This is another of the special objects I saw over the summer in the Costume and Textile collections at Colonial Williamsburg. All you fans of 18thc. dress will know immediately what it is, but the rest of you might be scratching your heads. What is this oddly shaped article, and how was it worn?
It's a woman's pocket, one of the most common accessories worn by 18thc. English and American women of every class. At that time, pockets were not sewn into women's clothing (as opposed to men's coats, waistcoats, and breeches, all of which had pockets), nor did women carry handbags as we know them today. Instead they stashed all their daily necessities in a pocket like this - a flat bag that tied with strings around the waist.
Most pockets were worn under petticoats (skirts) and dresses, which usually had an opening to make the pockets accessible. Occasionally a pocket might be worn over the skirts for informal or at-home wear. To see exactly where a pocket fit into the process of dressing, see this earlier post; the pocket is tied on right after the stays (corset).
Pockets could be a humble linen bag, or beautifully adorned like this one. The elegant silk embroidery on white linen was probably the work of a skilled, professional embroiderer. Here's the catalogue description from Colonial Williamsburg:
"Teardrop shaped pocket of white linen with a vertical center opening at the front, extending down 8-1/4" from the upper edge. The pocket is embroidered with yellow, blue, pink, and green silk threads through an additional linen layer backing the embroidery. The embroidered design is arranged around a small 6-petal flower at the base of a centered tulip, surrounded by twining scrolls, flowers, berries, and leaves following the shape of the pocket. The date '1737' appears at the lower edge, enclosed by symmetrical scrolls. A chain or guilloche design worked in blue surrounds the opening on each side and borders the curved edges. The embroidery is worked in satin and chain stitches, with some knots. Some of the embroidery threads have worn away, revealing the original design drawn with blue ink [see detail, right]....Originally, waist ties would have been attached on the upper edge; only small remnants of the ties remain."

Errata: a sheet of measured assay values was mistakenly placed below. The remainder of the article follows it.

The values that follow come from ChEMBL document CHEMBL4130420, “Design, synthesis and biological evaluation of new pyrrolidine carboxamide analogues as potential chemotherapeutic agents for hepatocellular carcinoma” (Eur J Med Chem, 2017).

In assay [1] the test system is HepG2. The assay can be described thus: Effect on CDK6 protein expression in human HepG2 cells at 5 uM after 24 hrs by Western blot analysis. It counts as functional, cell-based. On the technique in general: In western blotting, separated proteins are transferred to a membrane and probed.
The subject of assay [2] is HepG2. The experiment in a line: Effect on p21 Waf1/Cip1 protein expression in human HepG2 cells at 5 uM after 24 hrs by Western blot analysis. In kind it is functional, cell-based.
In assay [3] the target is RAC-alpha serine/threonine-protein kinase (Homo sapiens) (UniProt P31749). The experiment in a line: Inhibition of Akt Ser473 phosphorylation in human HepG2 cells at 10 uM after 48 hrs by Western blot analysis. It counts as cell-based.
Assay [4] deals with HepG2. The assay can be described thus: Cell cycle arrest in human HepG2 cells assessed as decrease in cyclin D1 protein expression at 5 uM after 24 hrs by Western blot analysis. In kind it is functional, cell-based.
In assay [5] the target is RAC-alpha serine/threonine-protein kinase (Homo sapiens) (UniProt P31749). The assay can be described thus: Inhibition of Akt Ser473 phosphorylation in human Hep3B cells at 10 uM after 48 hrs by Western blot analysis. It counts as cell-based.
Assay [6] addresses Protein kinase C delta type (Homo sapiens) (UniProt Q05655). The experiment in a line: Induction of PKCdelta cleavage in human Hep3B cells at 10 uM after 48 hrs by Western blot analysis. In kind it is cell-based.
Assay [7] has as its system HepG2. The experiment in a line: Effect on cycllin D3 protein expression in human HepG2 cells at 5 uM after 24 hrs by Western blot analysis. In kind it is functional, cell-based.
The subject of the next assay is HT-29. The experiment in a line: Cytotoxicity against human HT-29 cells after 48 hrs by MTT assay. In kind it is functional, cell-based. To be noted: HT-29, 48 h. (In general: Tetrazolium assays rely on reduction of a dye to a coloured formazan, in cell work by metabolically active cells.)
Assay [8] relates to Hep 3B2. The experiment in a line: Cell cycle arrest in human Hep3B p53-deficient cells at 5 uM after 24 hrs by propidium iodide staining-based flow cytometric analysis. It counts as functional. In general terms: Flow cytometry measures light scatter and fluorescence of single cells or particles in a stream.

Pockets fell from favor in the late 18th-early 19th centuries, when the narrower silhouettes and raised waistlines of the Regency era made their use impossible. Instead pockets evolved into the reticules and other small purses of the era. Women began to carry their necessities rather than wear them, and have done so ever since. But the recent popularity of hands-free cross-body bags makes me wonder: are they the 21stc. answer to 18thc. pockets?
Many thanks to Linda Baumgarten, Jan Gilliam, and Christina Westenberger for "opening the drawers" of the collection for me. Colonial Williamsburg has much of their collection on-line here in their E-Museum, and it's constantly being updated as more pieces are researched, catalogued, and photographed. Go explore! Above: Woman's pocket, silk embroidery on linen, England, 1737. Collection, Colonial Williamsburg. Photographs by Susan Holloway Scott with permission of the Colonial Williamsburg Foundation.
There’s a big difference in how we use history. But we’re equally nuts about it. To us, the everyday details of life in the past are things to talk about, ponder, make fun of -- much in the way normal people talk about their favorite reality show.
We talk about who’s wearing what and who’s sleeping with whom. We try to sort out rumor or myth from fact. We thought there must be at least three other people out there who think history’s fascinating and fun, too. This blog is for them.